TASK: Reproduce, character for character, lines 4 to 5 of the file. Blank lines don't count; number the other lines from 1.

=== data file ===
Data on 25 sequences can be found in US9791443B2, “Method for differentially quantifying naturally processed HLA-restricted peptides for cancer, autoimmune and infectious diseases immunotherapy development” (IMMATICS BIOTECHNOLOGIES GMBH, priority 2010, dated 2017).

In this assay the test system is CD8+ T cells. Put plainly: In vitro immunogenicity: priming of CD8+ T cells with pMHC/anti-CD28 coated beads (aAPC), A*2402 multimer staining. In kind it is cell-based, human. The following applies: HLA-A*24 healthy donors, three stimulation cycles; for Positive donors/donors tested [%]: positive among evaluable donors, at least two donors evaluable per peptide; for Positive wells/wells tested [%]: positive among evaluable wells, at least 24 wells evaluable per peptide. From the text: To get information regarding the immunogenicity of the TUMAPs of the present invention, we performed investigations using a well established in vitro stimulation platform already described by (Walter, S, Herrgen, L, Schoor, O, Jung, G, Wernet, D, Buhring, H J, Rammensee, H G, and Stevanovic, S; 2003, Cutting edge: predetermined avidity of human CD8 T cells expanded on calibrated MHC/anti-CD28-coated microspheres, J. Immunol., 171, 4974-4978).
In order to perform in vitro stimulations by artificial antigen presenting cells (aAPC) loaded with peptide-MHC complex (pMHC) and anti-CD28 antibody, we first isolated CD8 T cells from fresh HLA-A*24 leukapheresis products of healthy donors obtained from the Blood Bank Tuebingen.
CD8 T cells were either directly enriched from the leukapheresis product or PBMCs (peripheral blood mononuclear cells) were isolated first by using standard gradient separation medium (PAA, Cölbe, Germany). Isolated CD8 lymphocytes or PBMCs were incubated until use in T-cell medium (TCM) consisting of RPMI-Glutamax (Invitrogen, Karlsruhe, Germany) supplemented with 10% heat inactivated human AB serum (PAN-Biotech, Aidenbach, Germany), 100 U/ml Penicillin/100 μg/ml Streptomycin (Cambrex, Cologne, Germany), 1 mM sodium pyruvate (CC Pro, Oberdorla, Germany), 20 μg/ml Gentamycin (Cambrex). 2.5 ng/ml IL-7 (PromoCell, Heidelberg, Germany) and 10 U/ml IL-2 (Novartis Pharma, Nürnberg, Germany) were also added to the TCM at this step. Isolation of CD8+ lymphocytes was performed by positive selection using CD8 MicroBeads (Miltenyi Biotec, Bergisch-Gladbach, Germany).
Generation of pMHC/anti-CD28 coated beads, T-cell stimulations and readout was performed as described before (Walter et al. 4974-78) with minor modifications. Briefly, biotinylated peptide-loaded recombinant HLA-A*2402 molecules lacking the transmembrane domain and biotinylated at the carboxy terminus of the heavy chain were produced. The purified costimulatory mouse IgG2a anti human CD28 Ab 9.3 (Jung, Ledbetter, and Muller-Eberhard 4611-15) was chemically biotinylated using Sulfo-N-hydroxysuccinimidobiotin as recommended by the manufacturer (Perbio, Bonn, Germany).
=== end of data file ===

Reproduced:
CD8 T cells were either directly enriched from the leukapheresis product or PBMCs (peripheral blood mononuclear cells) were isolated first by using standard gradient separation medium (PAA, Cölbe, Germany). Isolated CD8 lymphocytes or PBMCs were incubated until use in T-cell medium (TCM) consisting of RPMI-Glutamax (Invitrogen, Karlsruhe, Germany) supplemented with 10% heat inactivated human AB serum (PAN-Biotech, Aidenbach, Germany), 100 U/ml Penicillin/100 μg/ml Streptomycin (Cambrex, Cologne, Germany), 1 mM sodium pyruvate (CC Pro, Oberdorla, Germany), 20 μg/ml Gentamycin (Cambrex). 2.5 ng/ml IL-7 (PromoCell, Heidelberg, Germany) and 10 U/ml IL-2 (Novartis Pharma, Nürnberg, Germany) were also added to the TCM at this step. Isolation of CD8+ lymphocytes was performed by positive selection using CD8 MicroBeads (Miltenyi Biotec, Bergisch-Gladbach, Germany).
Generation of pMHC/anti-CD28 coated beads, T-cell stimulations and readout was performed as described before (Walter et al. 4974-78) with minor modifications. Briefly, biotinylated peptide-loaded recombinant HLA-A*2402 molecules lacking the transmembrane domain and biotinylated at the carboxy terminus of the heavy chain were produced. The purified costimulatory mouse IgG2a anti human CD28 Ab 9.3 (Jung, Ledbetter, and Muller-Eberhard 4611-15) was chemically biotinylated using Sulfo-N-hydroxysuccinimidobiotin as recommended by the manufacturer (Perbio, Bonn, Germany).